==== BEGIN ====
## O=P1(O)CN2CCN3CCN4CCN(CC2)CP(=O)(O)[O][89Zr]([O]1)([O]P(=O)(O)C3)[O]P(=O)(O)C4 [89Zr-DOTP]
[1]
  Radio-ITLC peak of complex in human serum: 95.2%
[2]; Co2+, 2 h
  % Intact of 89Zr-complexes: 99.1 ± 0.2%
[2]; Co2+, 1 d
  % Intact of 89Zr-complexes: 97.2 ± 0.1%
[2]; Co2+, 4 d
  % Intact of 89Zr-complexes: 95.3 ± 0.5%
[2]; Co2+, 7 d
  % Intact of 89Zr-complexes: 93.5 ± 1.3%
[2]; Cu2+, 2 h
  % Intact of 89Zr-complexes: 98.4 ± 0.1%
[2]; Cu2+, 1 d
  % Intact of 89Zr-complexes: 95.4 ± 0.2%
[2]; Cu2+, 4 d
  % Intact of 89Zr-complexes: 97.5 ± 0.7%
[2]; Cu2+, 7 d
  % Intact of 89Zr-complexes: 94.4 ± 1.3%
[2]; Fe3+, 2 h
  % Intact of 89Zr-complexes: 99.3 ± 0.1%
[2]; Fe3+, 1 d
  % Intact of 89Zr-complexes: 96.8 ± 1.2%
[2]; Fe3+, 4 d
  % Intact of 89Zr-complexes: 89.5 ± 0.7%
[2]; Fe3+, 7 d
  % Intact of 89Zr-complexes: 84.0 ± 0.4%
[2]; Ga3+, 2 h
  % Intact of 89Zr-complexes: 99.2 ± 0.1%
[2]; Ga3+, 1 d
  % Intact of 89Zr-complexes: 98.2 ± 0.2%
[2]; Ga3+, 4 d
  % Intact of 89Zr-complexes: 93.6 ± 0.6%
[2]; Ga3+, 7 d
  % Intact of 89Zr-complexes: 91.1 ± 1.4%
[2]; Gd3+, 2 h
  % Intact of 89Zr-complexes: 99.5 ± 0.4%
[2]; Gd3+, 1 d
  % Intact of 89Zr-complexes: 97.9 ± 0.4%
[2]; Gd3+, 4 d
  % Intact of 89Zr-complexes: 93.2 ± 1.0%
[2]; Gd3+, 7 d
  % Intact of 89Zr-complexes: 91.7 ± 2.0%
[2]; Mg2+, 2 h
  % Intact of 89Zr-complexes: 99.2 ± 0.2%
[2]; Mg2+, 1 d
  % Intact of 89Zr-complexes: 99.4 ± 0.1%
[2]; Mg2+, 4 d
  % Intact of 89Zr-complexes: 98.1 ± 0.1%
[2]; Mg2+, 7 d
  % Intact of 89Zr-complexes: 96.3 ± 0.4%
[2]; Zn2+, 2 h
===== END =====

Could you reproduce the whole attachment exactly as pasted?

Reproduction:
## O=P1(O)CN2CCN3CCN4CCN(CC2)CP(=O)(O)[O][89Zr]([O]1)([O]P(=O)(O)C3)[O]P(=O)(O)C4 [89Zr-DOTP]
[1]
  Radio-ITLC peak of complex in human serum: 95.2%
[2]; Co2+, 2 h
  % Intact of 89Zr-complexes: 99.1 ± 0.2%
[2]; Co2+, 1 d
  % Intact of 89Zr-complexes: 97.2 ± 0.1%
[2]; Co2+, 4 d
  % Intact of 89Zr-complexes: 95.3 ± 0.5%
[2]; Co2+, 7 d
  % Intact of 89Zr-complexes: 93.5 ± 1.3%
[2]; Cu2+, 2 h
  % Intact of 89Zr-complexes: 98.4 ± 0.1%
[2]; Cu2+, 1 d
  % Intact of 89Zr-complexes: 95.4 ± 0.2%
[2]; Cu2+, 4 d
  % Intact of 89Zr-complexes: 97.5 ± 0.7%
[2]; Cu2+, 7 d
  % Intact of 89Zr-complexes: 94.4 ± 1.3%
[2]; Fe3+, 2 h
  % Intact of 89Zr-complexes: 99.3 ± 0.1%
[2]; Fe3+, 1 d
  % Intact of 89Zr-complexes: 96.8 ± 1.2%
[2]; Fe3+, 4 d
  % Intact of 89Zr-complexes: 89.5 ± 0.7%
[2]; Fe3+, 7 d
  % Intact of 89Zr-complexes: 84.0 ± 0.4%
[2]; Ga3+, 2 h
  % Intact of 89Zr-complexes: 99.2 ± 0.1%
[2]; Ga3+, 1 d
  % Intact of 89Zr-complexes: 98.2 ± 0.2%
[2]; Ga3+, 4 d
  % Intact of 89Zr-complexes: 93.6 ± 0.6%
[2]; Ga3+, 7 d
  % Intact of 89Zr-complexes: 91.1 ± 1.4%
[2]; Gd3+, 2 h
  % Intact of 89Zr-complexes: 99.5 ± 0.4%
[2]; Gd3+, 1 d
  % Intact of 89Zr-complexes: 97.9 ± 0.4%
[2]; Gd3+, 4 d
  % Intact of 89Zr-complexes: 93.2 ± 1.0%
[2]; Gd3+, 7 d
  % Intact of 89Zr-complexes: 91.7 ± 2.0%
[2]; Mg2+, 2 h
  % Intact of 89Zr-complexes: 99.2 ± 0.2%
[2]; Mg2+, 1 d
  % Intact of 89Zr-complexes: 99.4 ± 0.1%
[2]; Mg2+, 4 d
  % Intact of 89Zr-complexes: 98.1 ± 0.1%
[2]; Mg2+, 7 d
  % Intact of 89Zr-complexes: 96.3 ± 0.4%
[2]; Zn2+, 2 h